What do I do to clear this all up? Should I go talk to the judge or, go find a police officer to arrest me?

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What do I do to clear this all up? Should I go talk to the judge or, go find a police officer to arrest me?

I was just informed and confirmed that I have a warrant for receiving stolen property. The only thing I can think of is a camera that I found on the ground outside of a restaurant. I FOUND it though I did not RECEIVE it from anyone. I held on to it for a week or two, waiting to see if anyone came up missing it. I ended up pawning it when I was sure that I didn’t know who it belonged to. Then about a week later I was confronted by a family member who said that it was hers and I stole it. Her kids were there when I found it. I didnt tell her were the cam was, was scared.

Asked on April 21, 2009 under Criminal Law, New Mexico

Answers:

MD, Member, California Bar / FreeAdvice Contributing Attorney

Answered 12 years ago | Contributor

How were you informed you had a warrant? Something doesn't sound right.  You found a camera outside of a restaurant and didn't recognize the resemblance to the one your family member had (I am assuming everyone was at the restaurant that night)?

Hmm, well, you can't have a warrant out for receiving stolen property if:

30-16-11. Receiving stolen property; penalties.

A.     Receiving stolen property means intentionally to receive, retain or dispose of stolen property knowing that it has been stolen or believing it has been stolen, unless the property is received, retained or disposed of with intent to restore it to the owner.  

B.     The requisite knowledge or belief that property has been stolen is presumed in the case of a dealer who:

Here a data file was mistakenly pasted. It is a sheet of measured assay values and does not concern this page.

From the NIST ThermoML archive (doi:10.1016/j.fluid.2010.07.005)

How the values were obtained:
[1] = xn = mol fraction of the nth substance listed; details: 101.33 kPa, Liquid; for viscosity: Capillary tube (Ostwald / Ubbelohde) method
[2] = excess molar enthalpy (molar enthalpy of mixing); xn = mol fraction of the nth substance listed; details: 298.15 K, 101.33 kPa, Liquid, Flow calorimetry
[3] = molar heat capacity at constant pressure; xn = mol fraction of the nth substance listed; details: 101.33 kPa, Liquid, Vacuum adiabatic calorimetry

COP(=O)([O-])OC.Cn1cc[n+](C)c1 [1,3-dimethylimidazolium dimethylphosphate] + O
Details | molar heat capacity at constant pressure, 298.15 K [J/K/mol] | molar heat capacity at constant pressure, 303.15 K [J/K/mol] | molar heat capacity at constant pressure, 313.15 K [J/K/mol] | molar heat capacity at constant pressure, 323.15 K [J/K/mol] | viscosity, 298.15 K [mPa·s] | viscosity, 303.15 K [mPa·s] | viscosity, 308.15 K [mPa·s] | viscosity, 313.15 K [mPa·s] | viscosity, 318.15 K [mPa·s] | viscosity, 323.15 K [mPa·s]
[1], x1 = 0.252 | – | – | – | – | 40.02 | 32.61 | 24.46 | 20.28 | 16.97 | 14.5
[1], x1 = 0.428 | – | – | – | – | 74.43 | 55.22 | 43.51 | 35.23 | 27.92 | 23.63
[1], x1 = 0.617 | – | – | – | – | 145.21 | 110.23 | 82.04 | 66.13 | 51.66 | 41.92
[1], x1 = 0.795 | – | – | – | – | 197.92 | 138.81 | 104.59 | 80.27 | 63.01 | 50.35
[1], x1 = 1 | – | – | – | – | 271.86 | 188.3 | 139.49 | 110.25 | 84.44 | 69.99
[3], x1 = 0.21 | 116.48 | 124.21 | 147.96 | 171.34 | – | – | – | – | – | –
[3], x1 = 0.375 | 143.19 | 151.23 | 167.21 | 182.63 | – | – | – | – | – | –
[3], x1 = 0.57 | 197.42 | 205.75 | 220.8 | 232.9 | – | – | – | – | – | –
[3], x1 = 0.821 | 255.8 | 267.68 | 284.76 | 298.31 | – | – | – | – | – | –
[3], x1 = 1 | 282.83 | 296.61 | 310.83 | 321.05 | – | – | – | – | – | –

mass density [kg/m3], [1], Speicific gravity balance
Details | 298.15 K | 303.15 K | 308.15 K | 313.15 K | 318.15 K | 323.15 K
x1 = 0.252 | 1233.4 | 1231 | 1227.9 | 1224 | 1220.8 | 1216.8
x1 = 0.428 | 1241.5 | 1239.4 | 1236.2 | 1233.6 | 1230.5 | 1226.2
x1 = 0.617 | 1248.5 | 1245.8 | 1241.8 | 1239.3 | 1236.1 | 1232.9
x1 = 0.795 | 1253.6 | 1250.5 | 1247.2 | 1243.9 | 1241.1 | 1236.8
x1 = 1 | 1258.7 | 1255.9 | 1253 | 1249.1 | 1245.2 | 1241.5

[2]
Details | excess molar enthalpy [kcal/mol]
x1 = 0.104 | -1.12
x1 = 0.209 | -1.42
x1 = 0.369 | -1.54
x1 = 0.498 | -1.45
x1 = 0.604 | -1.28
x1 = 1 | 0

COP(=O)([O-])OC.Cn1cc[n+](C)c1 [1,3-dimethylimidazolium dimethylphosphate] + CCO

(1)     is found in possession or control of property stolen from two or more persons on separate occasions; 

(2)     acquires stolen property for a consideration that the dealer knows is far below the property's reasonable value.  A dealer shall be presumed to know the fair market value of the property in which the dealer deals; or 

(3)     is found in possession or control of five or more items of property stolen within one year prior to the time of the incident charged pursuant to this section.  

C.     For the purposes of this section: 

(1)     "dealer" means a person in the business of buying or selling goods or commercial merchandise; and 

(2)     "stolen property" means any property acquired by theft, larceny, fraud, embezzlement, robbery or armed robbery.  

D.     Whoever commits receiving stolen property when the value of the property is two hundred fifty dollars ($250) or less is guilty of a petty misdemeanor.  

E.     Whoever commits receiving stolen property when the value of the property is over two hundred fifty dollars ($250) but not more than five hundred dollars ($500) is guilty of a misdemeanor.  

F.     Whoever commits receiving stolen property when the value of the property is over five hundred dollars ($500) but not more than two thousand five hundred dollars ($2,500) is guilty of a fourth degree felony.  

G.     Whoever commits receiving stolen property when the value of the property is over two thousand five hundred dollars ($2,500) but not more than twenty thousand dollars ($20,000) is guilty of a third degree felony.  

H.     Whoever commits receiving stolen property when the value of the property exceeds twenty thousand dollars ($20,000) is guilty of a second degree felony.  

I.     Whoever commits receiving stolen property when the property is a firearm is guilty of a fourth degree felony when its value is less than two thousand five hundred dollars ($2,500).

 
So, I don't know who told you and/or if you story pans out.  Either way, call a criminal defense attorney and get this sorted out before it gets any worse for you.  Try www.attorneypages.com.

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